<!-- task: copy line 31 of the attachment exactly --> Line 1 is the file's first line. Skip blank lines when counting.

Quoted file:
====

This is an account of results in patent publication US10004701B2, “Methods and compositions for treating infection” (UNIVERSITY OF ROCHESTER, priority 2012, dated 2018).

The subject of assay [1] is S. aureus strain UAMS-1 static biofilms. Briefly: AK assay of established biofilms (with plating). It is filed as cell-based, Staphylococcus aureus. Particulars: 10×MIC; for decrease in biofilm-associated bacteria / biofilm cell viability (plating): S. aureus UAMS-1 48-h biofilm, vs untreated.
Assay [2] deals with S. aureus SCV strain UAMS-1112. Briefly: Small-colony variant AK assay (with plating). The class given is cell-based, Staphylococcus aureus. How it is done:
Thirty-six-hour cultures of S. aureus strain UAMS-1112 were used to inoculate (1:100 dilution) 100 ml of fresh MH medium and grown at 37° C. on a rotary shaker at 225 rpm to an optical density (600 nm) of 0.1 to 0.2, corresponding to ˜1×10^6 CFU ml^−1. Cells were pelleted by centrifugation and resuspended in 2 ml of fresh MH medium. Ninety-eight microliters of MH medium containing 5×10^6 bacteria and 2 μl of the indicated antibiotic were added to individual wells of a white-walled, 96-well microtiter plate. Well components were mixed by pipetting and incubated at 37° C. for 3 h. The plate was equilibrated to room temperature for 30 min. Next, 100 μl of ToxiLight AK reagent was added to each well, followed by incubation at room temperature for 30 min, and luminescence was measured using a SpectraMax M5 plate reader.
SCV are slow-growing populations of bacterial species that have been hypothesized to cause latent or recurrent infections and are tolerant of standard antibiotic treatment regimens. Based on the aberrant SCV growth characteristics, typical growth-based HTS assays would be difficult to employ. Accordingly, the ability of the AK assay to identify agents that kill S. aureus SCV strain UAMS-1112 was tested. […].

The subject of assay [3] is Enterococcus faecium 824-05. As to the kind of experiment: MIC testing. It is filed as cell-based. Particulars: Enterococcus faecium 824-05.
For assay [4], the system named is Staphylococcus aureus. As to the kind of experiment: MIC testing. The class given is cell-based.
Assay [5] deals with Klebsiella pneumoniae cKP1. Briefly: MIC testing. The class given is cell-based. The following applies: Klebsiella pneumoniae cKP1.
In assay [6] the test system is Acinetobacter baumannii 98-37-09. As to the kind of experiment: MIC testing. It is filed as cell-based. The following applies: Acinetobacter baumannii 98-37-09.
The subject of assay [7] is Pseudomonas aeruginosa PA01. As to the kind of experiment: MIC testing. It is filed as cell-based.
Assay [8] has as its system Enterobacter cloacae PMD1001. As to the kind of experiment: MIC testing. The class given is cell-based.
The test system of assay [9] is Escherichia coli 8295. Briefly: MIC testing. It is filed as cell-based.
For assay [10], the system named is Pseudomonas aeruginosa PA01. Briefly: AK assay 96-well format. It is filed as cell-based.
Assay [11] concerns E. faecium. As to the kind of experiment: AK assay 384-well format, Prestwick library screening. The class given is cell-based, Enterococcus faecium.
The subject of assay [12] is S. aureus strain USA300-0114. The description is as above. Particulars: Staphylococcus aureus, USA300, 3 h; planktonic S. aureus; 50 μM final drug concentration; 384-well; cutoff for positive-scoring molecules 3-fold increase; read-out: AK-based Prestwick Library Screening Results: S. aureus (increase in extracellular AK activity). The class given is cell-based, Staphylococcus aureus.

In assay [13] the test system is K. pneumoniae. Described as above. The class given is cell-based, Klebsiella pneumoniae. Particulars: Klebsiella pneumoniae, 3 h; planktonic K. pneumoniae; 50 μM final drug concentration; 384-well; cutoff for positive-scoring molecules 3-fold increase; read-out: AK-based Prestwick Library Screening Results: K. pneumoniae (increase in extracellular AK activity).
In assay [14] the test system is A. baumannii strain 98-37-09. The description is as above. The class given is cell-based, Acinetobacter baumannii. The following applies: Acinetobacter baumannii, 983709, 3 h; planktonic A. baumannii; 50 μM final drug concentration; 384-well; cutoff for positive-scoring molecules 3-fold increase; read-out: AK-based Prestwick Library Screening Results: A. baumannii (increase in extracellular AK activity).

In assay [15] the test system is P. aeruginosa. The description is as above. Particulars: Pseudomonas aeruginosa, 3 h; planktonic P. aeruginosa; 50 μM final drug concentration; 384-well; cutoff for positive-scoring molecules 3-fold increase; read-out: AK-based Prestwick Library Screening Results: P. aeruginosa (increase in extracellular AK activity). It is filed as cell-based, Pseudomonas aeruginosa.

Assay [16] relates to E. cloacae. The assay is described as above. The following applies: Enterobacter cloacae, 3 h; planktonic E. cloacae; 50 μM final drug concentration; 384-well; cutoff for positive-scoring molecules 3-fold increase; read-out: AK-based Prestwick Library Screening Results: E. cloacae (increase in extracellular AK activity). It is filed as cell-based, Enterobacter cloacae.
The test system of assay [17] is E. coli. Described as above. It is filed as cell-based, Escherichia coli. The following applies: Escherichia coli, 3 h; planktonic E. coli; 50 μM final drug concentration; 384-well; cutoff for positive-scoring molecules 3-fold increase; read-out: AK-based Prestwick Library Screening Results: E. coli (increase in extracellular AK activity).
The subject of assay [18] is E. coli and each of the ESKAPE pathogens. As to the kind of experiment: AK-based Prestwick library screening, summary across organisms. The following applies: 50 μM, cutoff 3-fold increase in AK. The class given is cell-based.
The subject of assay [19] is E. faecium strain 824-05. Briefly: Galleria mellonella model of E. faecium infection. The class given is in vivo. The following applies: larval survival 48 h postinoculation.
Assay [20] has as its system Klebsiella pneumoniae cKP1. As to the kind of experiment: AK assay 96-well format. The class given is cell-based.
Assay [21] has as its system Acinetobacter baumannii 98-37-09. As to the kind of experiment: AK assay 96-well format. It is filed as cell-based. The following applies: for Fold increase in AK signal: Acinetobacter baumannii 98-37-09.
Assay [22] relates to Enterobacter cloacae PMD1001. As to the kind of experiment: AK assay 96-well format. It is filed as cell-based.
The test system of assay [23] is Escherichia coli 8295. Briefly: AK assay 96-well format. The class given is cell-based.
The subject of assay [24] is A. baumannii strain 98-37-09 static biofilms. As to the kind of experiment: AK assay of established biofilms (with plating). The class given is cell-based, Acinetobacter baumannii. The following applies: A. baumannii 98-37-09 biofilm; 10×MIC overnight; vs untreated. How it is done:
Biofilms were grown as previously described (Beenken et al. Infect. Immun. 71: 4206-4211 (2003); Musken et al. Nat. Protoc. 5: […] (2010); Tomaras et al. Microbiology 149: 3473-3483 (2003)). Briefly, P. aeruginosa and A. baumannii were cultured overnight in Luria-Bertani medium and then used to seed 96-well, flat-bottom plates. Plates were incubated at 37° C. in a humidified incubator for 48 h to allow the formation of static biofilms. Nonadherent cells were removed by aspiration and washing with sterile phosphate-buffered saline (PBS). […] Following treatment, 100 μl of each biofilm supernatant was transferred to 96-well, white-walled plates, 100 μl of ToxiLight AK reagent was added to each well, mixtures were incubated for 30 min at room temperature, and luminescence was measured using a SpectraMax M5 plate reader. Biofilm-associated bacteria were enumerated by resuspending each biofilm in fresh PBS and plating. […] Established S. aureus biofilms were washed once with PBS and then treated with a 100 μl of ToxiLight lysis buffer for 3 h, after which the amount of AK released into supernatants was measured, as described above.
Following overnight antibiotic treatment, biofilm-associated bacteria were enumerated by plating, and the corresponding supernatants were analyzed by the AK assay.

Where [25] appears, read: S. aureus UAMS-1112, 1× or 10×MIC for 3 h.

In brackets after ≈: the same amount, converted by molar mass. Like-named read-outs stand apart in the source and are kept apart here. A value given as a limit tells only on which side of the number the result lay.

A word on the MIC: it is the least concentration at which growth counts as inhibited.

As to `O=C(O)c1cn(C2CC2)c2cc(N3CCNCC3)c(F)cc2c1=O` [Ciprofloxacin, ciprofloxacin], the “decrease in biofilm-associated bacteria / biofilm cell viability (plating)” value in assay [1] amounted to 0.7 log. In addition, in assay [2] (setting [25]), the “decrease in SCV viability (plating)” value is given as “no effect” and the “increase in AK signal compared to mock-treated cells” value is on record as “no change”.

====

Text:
In brackets after ≈: the same amount, converted by molar mass. Like-named read-outs stand apart in the source and are kept apart here. A value given as a limit tells only on which side of the number the result lay.